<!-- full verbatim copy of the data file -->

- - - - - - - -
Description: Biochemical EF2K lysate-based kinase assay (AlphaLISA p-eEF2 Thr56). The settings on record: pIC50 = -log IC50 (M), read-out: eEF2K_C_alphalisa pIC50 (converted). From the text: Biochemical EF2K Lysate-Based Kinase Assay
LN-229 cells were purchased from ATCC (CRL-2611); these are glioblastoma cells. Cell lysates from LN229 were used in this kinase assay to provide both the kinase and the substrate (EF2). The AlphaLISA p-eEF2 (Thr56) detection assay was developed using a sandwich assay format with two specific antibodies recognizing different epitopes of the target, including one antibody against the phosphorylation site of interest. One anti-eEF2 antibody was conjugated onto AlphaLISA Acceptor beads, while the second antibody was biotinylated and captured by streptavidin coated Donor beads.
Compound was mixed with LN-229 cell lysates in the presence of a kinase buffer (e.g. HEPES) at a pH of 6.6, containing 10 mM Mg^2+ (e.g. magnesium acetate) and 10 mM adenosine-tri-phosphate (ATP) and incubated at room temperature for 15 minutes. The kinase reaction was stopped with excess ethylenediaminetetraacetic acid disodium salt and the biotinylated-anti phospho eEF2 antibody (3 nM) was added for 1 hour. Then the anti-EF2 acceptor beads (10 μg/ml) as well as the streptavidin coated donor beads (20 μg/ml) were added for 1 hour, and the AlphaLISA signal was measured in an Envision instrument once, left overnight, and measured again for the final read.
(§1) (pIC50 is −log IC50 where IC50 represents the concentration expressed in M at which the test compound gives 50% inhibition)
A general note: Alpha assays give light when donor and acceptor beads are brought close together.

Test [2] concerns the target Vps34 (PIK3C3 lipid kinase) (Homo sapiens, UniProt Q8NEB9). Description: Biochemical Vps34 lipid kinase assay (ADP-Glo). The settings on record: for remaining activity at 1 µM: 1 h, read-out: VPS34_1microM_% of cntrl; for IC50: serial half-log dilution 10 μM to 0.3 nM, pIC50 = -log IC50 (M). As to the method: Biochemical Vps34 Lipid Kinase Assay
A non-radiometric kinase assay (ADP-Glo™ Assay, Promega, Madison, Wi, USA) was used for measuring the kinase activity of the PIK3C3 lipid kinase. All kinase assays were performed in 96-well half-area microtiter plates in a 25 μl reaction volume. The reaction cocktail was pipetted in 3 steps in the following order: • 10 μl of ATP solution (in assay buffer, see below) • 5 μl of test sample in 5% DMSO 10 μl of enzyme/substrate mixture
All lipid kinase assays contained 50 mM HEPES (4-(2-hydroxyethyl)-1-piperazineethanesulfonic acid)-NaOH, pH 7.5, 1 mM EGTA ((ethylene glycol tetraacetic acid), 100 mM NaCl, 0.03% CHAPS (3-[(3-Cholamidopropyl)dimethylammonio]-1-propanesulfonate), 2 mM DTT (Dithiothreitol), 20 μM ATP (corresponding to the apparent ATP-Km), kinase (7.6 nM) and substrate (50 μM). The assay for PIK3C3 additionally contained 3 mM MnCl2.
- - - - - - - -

Description: Biochemical EF2K lysate-based kinase assay (AlphaLISA p-eEF2 Thr56). The settings on record: pIC50 = -log IC50 (M), read-out: eEF2K_C_alphalisa pIC50 (converted). From the text: Biochemical EF2K Lysate-Based Kinase Assay
LN-229 cells were purchased from ATCC (CRL-2611); these are glioblastoma cells. Cell lysates from LN229 were used in this kinase assay to provide both the kinase and the substrate (EF2). The AlphaLISA p-eEF2 (Thr56) detection assay was developed using a sandwich assay format with two specific antibodies recognizing different epitopes of the target, including one antibody against the phosphorylation site of interest. One anti-eEF2 antibody was conjugated onto AlphaLISA Acceptor beads, while the second antibody was biotinylated and captured by streptavidin coated Donor beads.
Compound was mixed with LN-229 cell lysates in the presence of a kinase buffer (e.g. HEPES) at a pH of 6.6, containing 10 mM Mg^2+ (e.g. magnesium acetate) and 10 mM adenosine-tri-phosphate (ATP) and incubated at room temperature for 15 minutes. The kinase reaction was stopped with excess ethylenediaminetetraacetic acid disodium salt and the biotinylated-anti phospho eEF2 antibody (3 nM) was added for 1 hour. Then the anti-EF2 acceptor beads (10 μg/ml) as well as the streptavidin coated donor beads (20 μg/ml) were added for 1 hour, and the AlphaLISA signal was measured in an Envision instrument once, left overnight, and measured again for the final read.
(§1) (pIC50 is −log IC50 where IC50 represents the concentration expressed in M at which the test compound gives 50% inhibition)
A general note: Alpha assays give light when donor and acceptor beads are brought close together.

Test [2] concerns the target Vps34 (PIK3C3 lipid kinase) (Homo sapiens, UniProt Q8NEB9). Description: Biochemical Vps34 lipid kinase assay (ADP-Glo). The settings on record: for remaining activity at 1 µM: 1 h, read-out: VPS34_1microM_% of cntrl; for IC50: serial half-log dilution 10 μM to 0.3 nM, pIC50 = -log IC50 (M). As to the method: Biochemical Vps34 Lipid Kinase Assay
A non-radiometric kinase assay (ADP-Glo™ Assay, Promega, Madison, Wi, USA) was used for measuring the kinase activity of the PIK3C3 lipid kinase. All kinase assays were performed in 96-well half-area microtiter plates in a 25 μl reaction volume. The reaction cocktail was pipetted in 3 steps in the following order: • 10 μl of ATP solution (in assay buffer, see below) • 5 μl of test sample in 5% DMSO 10 μl of enzyme/substrate mixture
All lipid kinase assays contained 50 mM HEPES (4-(2-hydroxyethyl)-1-piperazineethanesulfonic acid)-NaOH, pH 7.5, 1 mM EGTA ((ethylene glycol tetraacetic acid), 100 mM NaCl, 0.03% CHAPS (3-[(3-Cholamidopropyl)dimethylammonio]-1-propanesulfonate), 2 mM DTT (Dithiothreitol), 20 μM ATP (corresponding to the apparent ATP-Km), kinase (7.6 nM) and substrate (50 μM). The assay for PIK3C3 additionally contained 3 mM MnCl2.